Scientists, have at it: NASA has released raw data from the Kepler Space Telescope probing the many Earth-size planets around the star TRAPPIST-1.
In February, data from the Spitzer Space Telescope revealed that seven planets orbit the ultracool dwarf star, and now, the recently released Kepler data (and its final, processed version) will give a complementary look at the worlds, three of which might orbit in the star's habitable zone.
Kepler's observations could provide more detail about the gravitational interactions among the planets, and perhaps reveal even more planets around the star, NASA officials said in a statement. [Meet the Planets of TRAPPIST-1 (Slideshow)]
As part of its K2 mission, Kepler examined the TRAPPIST-1 system from Dec. 15, 2016, to March 4, 2017 — and its data became much more exciting upon the Feb. 22 announcement of additional Earth-size planets orbiting the star. Yesterday (March 8), Kepler researchers released the unprocessed data from that survey for astronomers to use in preparing research proposals.
"Scientists and enthusiasts around the world are invested in learning everything they can about these Earth-size worlds," Geert Barentsen, K2 research scientist at NASA's Ames Research Center in California, said in the NASA statement. "Providing the K2 raw data as quickly as possible was a priority to give investigators an early look so they could best define their follow-up research plans. We're thrilled that this will also allow the public to witness the process of discovery."
The release is timely because many proposals to study TRAPPIST-1 this winter with ground-based telescopes are due this month, the statement said.
On the Kepler website, Barentsen encouraged scientists to dig into the results and blog or tweet analysis, but advised everyone to wait until the final, processed results are released in late May to cite them in journal papers.
Barentsen also included a preliminary graph of the light curve, the way the star darkened as planets passed across it, which shows hints of at least six planets (as well as star spots) visible in the data.
When K2's December-March observation plan was established, TRAPPIST-1's planets were unknown, and the star system wasn't on the list for investigation. But researchers found evidence of three planets around the star in May 2016, so the Kepler team adjusted the mission to include the newly exciting target.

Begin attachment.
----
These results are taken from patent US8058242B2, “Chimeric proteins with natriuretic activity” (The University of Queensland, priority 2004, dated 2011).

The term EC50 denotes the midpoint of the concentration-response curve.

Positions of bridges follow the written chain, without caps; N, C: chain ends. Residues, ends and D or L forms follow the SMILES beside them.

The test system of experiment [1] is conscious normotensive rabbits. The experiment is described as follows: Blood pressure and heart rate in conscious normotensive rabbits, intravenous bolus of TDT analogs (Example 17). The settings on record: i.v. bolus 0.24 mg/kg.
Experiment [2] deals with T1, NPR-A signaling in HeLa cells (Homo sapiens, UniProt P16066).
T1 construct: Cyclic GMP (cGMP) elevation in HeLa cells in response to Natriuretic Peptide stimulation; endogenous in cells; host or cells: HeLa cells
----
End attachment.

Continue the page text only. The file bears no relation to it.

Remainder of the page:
"We were lucky that the K2 mission was able to observe TRAPPIST-1," Michael Haas, science office director for the Kepler and K2 missions at Ames, said in the statement. "The observing field for Campaign 12 [the December-March campaign] was set when the discovery of the first planets orbiting TRAPPIST-1 was announced, and the science community had already submitted proposals for specific targets of interest in that field.
"The unexpected opportunity to further study the TRAPPIST-1 system was quickly recognized, and the agility of the K2 team and science community prevailed once again," Haas added.
Kepler's original and K2 missions have been responsible for more than 2,400 confirmed exoplanet discoveries. The space telescope uses extremely precise measurements of stars' brightness over time to identify little dips in brightness that indicate planets in front of the star, called the transit method of exoplanet detection.
Although the transit method can identify only planets that are oriented to pass by the star from Earth's point of view, it's an extremely powerful technique. The Spitzer Space Telescope, which counted the seven planets around TRAPPIST-1, used a similar process measuring infrared light.
NASA's upcoming James Webb Space Telescope, another infrared telescope, could give researchers an even more detailed view of the planets, and help scientists measure whether those potentially habitable ones have atmospheres friendly to life. The telescope will be powerful enough to analyze the light passing from the star through the planets' atmospheres, letting researchers determine their composition.
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Sarah Lewin started writing for Space.com in June of 2015 as a Staff Writer and became Associate Editor in 2019 . Her work has been featured by Scientific American, IEEE Spectrum, Quanta Magazine, Wired, The Scientist, Science Friday and WGBH's Inside NOVA. Sarah has an MA from NYU's Science, Health and Environmental Reporting Program and an AB in mathematics from Brown University. When not writing, reading or thinking about space, Sarah enjoys musical theatre and mathematical papercraft. She is currently Assistant News Editor at Scientific American. You can follow her on Twitter @SarahExplains.